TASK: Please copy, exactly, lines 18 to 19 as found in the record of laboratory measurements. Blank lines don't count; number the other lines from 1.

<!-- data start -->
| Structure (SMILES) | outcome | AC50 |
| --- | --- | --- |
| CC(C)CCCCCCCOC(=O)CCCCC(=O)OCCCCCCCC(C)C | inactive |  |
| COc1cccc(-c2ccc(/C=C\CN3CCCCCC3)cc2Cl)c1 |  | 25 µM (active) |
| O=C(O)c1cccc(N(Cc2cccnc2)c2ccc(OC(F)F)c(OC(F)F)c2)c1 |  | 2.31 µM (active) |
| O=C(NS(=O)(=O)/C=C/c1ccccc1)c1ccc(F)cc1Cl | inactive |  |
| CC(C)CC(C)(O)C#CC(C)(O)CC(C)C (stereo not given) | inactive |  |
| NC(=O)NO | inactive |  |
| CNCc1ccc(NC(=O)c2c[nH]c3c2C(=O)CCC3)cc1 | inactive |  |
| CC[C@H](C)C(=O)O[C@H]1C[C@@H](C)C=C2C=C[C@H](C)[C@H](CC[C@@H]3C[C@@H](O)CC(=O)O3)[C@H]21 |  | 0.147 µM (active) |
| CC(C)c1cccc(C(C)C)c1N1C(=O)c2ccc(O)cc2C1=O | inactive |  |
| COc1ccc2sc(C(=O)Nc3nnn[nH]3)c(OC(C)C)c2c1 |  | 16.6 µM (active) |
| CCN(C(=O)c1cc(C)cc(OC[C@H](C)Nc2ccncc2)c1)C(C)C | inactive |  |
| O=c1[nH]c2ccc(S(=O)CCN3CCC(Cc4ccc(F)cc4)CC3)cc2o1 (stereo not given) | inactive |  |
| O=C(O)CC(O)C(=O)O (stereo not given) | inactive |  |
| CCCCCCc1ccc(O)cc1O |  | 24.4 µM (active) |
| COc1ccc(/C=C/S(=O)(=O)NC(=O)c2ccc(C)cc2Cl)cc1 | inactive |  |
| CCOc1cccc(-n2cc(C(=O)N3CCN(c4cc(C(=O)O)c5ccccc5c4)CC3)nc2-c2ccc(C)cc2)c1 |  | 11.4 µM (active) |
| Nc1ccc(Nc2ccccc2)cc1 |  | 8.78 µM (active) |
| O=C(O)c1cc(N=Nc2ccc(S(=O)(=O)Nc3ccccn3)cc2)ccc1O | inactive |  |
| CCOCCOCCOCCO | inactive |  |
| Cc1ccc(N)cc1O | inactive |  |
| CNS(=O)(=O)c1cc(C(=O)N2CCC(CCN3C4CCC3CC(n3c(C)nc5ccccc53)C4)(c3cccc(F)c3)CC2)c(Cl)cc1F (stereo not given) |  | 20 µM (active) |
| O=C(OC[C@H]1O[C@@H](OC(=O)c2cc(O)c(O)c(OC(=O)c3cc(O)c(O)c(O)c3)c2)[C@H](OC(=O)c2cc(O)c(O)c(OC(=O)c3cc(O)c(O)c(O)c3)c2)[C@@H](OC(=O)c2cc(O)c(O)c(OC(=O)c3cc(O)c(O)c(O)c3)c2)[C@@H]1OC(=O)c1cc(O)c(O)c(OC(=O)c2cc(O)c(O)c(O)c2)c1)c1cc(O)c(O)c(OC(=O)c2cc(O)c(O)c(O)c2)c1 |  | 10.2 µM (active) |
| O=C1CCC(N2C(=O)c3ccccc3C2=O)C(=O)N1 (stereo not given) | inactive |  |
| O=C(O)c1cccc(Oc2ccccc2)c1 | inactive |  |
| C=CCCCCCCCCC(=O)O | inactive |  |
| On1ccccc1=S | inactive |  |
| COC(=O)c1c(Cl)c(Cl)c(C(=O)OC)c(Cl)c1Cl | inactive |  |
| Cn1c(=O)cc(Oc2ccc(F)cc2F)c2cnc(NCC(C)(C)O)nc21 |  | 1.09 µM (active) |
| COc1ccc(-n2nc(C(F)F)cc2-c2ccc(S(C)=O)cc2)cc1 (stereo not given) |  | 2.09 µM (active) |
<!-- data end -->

| CCOc1cccc(-n2cc(C(=O)N3CCN(c4cc(C(=O)O)c5ccccc5c4)CC3)nc2-c2ccc(C)cc2)c1 |  | 11.4 µM (active) |
| Nc1ccc(Nc2ccccc2)cc1 |  | 8.78 µM (active) |